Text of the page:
Cars, Jet and Mansion: A Look at the Luxurious Lifestyle of Billionaire Patrice Motsepe

Cars, Jet and Mansion: A Look at the Luxurious Lifestyle of Billionaire Patrice Motsepe

Patrice Motsepe is one of South Africa’s richest people and he enjoys a life many of us can only dream about.

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Almost all South Africans know who Patrice Motsepe is - he is everyone’s favourite billionaire. From bringing Messi to Mzansi to bettering the lives of citizens, Motsepe has used his wealth for good.

Cars, Jet and Mansion: A Look at the Luxurious Lifestyle of Billionaire Patrice Motsepe
Motsepe and his wife at the amfAR's 23rd Cinema Against AIDS Gala at Hotel du Cap-Eden-Roc on May 19, 2016 in Cap d'Antibes, France. Photo by Kevin Tachman / WireImage for amfAR / Getty.
Source: Getty Images

However, even though his hand is always open to those less fortunate, Motsepe’s wealth helps him and his family live comfortable lives. Briefly News decided to take a look at Motsepe’s life, career and the lifestyle he lives.

Patrice Motsepe was born to a chief of the Mmakau branch of the Tswana people

The SA billionaire was born on 28 January, 1962, to Kgosi Augustine Motsepe.

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Kgosi was a former teacher and chief of the Mmakau branch.

He later became the owner of a Spaza shop which was a hit with black mine workers. According to Wikipedia, Motsepe learned business skills from his dad. It was also at his father’s shop where Motsepe got exposure to mining.

Patrice Motsepe holds two different qualifications

Patrice Motsepe holds two separate degrees. Motsepe has a Bachelor of Arts degree from the University of Swaziland and a law degree from the University of the Witwatersrand - where he specialised in mining and business law.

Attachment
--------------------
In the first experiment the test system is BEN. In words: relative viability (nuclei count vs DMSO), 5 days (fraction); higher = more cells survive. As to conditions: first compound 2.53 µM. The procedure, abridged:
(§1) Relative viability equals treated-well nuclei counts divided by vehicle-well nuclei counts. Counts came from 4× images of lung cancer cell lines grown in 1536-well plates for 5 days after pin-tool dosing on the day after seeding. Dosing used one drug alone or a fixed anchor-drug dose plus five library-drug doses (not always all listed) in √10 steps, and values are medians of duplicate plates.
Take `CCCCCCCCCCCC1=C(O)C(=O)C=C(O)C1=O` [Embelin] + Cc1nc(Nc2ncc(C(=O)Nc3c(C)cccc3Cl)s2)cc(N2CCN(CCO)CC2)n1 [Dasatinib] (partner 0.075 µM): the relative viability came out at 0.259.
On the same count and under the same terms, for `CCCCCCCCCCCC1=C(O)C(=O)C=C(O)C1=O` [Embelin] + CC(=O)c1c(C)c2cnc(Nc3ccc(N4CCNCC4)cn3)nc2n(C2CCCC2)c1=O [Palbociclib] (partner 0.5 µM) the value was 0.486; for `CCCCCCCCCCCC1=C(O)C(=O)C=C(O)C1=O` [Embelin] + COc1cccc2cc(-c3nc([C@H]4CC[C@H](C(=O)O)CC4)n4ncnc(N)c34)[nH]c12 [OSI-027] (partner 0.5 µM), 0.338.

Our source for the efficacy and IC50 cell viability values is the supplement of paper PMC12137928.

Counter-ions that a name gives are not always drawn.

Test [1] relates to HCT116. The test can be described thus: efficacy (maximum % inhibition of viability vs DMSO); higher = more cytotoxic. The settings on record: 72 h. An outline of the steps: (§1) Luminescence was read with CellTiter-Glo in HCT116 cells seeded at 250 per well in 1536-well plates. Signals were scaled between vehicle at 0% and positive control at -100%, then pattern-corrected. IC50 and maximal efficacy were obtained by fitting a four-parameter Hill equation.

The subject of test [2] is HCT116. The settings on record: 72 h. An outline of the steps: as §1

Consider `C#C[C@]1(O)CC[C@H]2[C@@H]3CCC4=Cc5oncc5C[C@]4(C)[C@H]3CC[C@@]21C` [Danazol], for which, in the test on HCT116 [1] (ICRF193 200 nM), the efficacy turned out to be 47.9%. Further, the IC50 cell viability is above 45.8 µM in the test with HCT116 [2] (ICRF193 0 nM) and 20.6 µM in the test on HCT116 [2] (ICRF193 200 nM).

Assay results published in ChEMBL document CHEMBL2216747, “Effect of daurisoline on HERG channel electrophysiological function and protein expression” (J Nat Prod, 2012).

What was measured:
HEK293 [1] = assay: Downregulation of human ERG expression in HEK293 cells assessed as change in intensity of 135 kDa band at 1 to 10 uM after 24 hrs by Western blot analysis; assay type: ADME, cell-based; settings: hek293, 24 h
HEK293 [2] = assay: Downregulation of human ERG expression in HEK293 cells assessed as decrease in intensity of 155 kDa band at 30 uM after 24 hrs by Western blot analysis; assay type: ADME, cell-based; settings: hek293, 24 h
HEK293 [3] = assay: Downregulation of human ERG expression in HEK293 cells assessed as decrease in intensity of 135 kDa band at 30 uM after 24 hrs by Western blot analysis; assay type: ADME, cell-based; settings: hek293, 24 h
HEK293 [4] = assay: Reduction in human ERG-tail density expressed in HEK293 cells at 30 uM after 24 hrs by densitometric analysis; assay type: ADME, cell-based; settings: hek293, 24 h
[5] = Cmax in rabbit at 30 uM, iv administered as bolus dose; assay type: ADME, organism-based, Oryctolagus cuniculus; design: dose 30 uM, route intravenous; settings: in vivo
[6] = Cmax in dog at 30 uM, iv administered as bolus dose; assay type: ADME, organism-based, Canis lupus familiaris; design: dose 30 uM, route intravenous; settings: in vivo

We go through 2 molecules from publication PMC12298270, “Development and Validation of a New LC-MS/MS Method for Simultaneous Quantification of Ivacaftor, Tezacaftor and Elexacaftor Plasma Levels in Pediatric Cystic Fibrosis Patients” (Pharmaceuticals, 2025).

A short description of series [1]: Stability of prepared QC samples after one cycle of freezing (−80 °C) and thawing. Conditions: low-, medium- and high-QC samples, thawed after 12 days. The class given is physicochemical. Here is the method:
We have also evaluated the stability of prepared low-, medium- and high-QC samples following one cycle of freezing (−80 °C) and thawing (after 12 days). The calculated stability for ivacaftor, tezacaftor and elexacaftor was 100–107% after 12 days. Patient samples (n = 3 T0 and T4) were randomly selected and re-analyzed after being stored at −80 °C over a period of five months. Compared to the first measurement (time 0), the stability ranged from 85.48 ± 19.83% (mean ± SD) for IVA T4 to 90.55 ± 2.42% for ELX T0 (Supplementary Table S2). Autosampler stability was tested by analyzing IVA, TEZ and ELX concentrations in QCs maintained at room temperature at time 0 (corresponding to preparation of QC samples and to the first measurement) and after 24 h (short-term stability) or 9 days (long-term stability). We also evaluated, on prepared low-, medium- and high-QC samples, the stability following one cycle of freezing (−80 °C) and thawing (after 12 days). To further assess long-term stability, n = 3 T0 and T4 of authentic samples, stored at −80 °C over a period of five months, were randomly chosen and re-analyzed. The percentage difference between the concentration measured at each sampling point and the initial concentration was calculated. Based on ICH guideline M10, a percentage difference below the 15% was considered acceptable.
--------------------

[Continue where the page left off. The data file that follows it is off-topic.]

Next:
Motsepe was the first black man to own a mining company

In 1997, gold prices hit rock bottom and it enabled Motsepe to buy six gold mine shafts from AngloGold for $7.7 million.

As part of the deal, he was able to pay off the mines with money his company, now called African Rainbow Minerals, earned. African Rainbow Minerals was the first black-owned mining company in South Africa.

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All his hard work led to Motsepe being named South Africa’s wealthiest man in 2012, with a fortune consisting of $2.4 billion.

As of 2021, according to Statista, Motsepe is the 3rd richest man in the country with a nett worth of $2.9 billion, which is about R41.4 billion.

Motsepe owns a R69 million mansion in Cape Town

Motsepe bought a R69 million mansion in Cape Town in 2014, and just a year later, he bought land for R30 million in one of Cape Town’s property hot spots.

Cars worth millions

Motsepe also has great taste in cars. He reportedly owns a collection of a 2007 BMW 750 iL, Mercedes Benz S65 AMG, a Bentley Continental GT and the BMW 760 Li.

Collectively those cars cost over R12 million:

  • Bentley Continental GT- R3.373 million
  • Mercedes Benz S65 AMG R3.2 million
  • 2007 BMW 750 iL- R1.315 million
  • BMW 760 Li- over R4 million

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Patrice Motsepe owns his own private jet

The 59-year-old mining magnates has his own plane, which he once shared with rapper 50 cents.

According to Buzz South Africa, the jet is a Hawker 4000 with a price tag of over $20 million.

A sports fan with deep pockets

Patrice Motsepe is clearly a sports fan. The billionaire’s love for sports led to him owning the Mamelodi Sundowns and buying shares in the Bulls rugby team.